• Get to the nitty-gritty: what makes them tick? How do they work best? In teams, independently or both? Do they thrive when asked to present or lead projects? Do they tend to shy away from travel? Where do they hang out on the weekends? What do they do to build their professional skills? Who would they be most likely to network with and where?

Building a candidate persona should feel like you’re meeting an actual person you would want to hire. Build their story, their purpose, why they get up and go to work every day. Once your TA teams have a total grasp on what to look for, the sourcing lens clears up immensely.

3. Build an Undeniable Line of Communication with Your TA & Recruitment Teams

When communication fails, teams fail.

“Companies risk $135 million for every $1 billion spent on a project and new research indicates that $75 million of that $135 million (56%) is put at risk by ineffective communications…”

How often does it feel like your hiring process is less of a formatted workflow and more of a “let’s do what we can to get butts in seats” type of cyclone?

Sourcing, recruiting, and department leads need to have a tight-knit web of communication with a deeply ingrained process in-line before you start thinking about who to hire. Think about each team’s functions and steps, how they align with each other to help quicken the process in a smart, never rushed, process. This especially stands true if your company is considering outsourcing any piece of your recruitment process.

Outsourced Recruitment Services Should be…

  • Adaptable & flexible
  • An extension of your previously-built recruitment model and process
  • Able to conduct executive searches using the in-house model
  • Act as a fill-in when recruiters are on leave or when hiring new permanent recruiters
  • Provide recruitment tools your organization doesn’t own in-house (ATS & interviewing tools)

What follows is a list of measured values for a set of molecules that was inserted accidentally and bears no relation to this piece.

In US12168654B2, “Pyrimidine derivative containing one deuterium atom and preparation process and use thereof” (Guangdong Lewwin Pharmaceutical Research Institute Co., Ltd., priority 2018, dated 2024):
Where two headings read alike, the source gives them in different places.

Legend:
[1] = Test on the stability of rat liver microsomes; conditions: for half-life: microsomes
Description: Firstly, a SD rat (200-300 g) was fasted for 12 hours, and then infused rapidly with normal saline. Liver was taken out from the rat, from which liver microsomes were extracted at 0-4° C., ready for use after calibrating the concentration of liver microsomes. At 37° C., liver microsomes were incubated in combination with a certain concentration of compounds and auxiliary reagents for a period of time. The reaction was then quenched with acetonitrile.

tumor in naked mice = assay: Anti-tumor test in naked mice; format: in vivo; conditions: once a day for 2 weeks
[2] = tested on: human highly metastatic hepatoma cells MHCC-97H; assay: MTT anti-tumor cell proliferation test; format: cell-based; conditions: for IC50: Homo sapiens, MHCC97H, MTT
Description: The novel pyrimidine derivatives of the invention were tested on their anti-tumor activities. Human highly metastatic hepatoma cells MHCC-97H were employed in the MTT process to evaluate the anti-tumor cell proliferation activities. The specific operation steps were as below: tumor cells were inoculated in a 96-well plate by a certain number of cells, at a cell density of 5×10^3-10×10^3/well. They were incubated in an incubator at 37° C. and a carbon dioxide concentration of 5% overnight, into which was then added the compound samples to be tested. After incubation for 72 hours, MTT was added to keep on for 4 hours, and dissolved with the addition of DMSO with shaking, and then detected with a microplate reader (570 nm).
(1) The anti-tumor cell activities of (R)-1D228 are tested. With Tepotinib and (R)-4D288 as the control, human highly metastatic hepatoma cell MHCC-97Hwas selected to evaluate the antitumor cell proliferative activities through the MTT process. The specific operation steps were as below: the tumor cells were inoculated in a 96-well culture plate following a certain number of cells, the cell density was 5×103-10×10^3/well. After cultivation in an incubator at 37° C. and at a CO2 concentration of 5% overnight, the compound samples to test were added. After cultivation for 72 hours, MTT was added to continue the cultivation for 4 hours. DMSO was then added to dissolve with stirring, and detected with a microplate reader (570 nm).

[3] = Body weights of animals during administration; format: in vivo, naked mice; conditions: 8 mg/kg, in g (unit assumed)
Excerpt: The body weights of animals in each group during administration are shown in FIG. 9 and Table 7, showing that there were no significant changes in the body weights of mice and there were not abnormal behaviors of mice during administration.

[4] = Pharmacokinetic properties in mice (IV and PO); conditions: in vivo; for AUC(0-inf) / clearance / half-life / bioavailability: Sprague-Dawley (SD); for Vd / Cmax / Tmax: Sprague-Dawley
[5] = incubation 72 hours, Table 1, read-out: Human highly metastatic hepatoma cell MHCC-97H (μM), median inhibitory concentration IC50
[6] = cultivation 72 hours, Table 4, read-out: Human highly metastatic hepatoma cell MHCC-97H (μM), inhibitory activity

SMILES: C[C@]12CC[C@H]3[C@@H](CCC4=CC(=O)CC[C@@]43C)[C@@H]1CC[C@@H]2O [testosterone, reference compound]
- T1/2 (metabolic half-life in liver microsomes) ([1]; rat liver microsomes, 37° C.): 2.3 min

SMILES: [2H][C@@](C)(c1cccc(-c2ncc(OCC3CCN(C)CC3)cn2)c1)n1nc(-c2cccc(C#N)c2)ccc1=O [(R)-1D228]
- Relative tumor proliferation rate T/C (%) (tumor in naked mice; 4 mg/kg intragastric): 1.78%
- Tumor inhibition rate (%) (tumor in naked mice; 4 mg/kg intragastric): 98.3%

Give each “team” a designated point-to person to keep track of each department. This ensures a clear line of transparency in your communication between teams to help your process flow from start to finish.

With clear processes, point-to managers, and communication ties in line, your organization can maintain a strong grip on the candidate experience and lifecycle without missing a beat. Yes, hiring talent that speaks to your organization’s bottom line is a vital piece to organizational success, but when teams are focused on keeping internal processes together, the bottom line blurs and crumbles.

About Chris Murdock:

Chris Murdock is the Co-Founder and Senior Partner of IQTalent Partners. Chris has over 12 years of executive recruiting experience and leads search execution and client relationships along with supporting searches across the firm. Prior to Founding IQTalent Partners, Chris was a sourcer with Yahoo!’s internal Executive Recruiting team in the corporate offices in Sunnyvale, California. 

Your Social Outsource Team

We won't just do social media strategies. Social Hire will work with you to ensure your business gets genuine value from us and that your team gets the most out of the service. Our experienced social media managers are motivated to make a enhancements to your social media marketing and reaching targets in a way that realistically makes a difference to your business goals.

Is it important to you to increase the digital footprint of your business by utilising digital marketing, but can't work out how to begin?With the professional understanding of our marketing managers working in your business, you can begin to see interaction, brand loyalty and enquiries get better without having to take your team out to spend time on in-depth marketing strategies, or spend money on a internal marketing manager with a view to get results that may not deliver!

Our group of specialists are an organisation that helps our clients boost their online marketing by offering social media management services on a monthly basis.

You might like these blog posts How To Create A Strong Twitter Profile, Marketing Your Side Gig as a Digital Nomad, 5 Onboarding Best Practices to Apply to Your Evolving Workforce, and 5 Ways to Turn Performance Review Feedback into Goals for Improvement.

  Back to Recruitment blogs